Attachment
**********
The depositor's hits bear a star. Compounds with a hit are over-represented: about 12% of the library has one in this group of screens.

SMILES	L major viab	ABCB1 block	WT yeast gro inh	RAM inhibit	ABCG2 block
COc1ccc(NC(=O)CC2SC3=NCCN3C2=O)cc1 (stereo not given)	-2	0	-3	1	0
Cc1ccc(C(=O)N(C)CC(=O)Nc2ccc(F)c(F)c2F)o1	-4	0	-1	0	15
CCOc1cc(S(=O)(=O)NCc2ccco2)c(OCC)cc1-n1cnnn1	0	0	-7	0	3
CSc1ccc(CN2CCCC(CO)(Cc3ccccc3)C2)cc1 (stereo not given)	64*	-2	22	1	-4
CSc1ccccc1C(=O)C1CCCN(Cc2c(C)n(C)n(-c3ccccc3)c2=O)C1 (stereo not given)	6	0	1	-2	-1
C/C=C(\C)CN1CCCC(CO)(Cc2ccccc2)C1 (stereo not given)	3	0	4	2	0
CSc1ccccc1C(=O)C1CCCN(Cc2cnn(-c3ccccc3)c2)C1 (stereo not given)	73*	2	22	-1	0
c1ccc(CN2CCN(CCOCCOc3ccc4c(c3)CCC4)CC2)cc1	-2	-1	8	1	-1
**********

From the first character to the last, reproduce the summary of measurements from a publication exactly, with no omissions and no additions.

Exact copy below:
The depositor's hits bear a star. Compounds with a hit are over-represented: about 12% of the library has one in this group of screens.

SMILES	L major viab	ABCB1 block	WT yeast gro inh	RAM inhibit	ABCG2 block
COc1ccc(NC(=O)CC2SC3=NCCN3C2=O)cc1 (stereo not given)	-2	0	-3	1	0
Cc1ccc(C(=O)N(C)CC(=O)Nc2ccc(F)c(F)c2F)o1	-4	0	-1	0	15
CCOc1cc(S(=O)(=O)NCc2ccco2)c(OCC)cc1-n1cnnn1	0	0	-7	0	3
CSc1ccc(CN2CCCC(CO)(Cc3ccccc3)C2)cc1 (stereo not given)	64*	-2	22	1	-4
CSc1ccccc1C(=O)C1CCCN(Cc2c(C)n(C)n(-c3ccccc3)c2=O)C1 (stereo not given)	6	0	1	-2	-1
C/C=C(\C)CN1CCCC(CO)(Cc2ccccc2)C1 (stereo not given)	3	0	4	2	0
CSc1ccccc1C(=O)C1CCCN(Cc2cnn(-c3ccccc3)c2)C1 (stereo not given)	73*	2	22	-1	0
c1ccc(CN2CCN(CCOCCOc3ccc4c(c3)CCC4)CC2)cc1	-2	-1	8	1	-1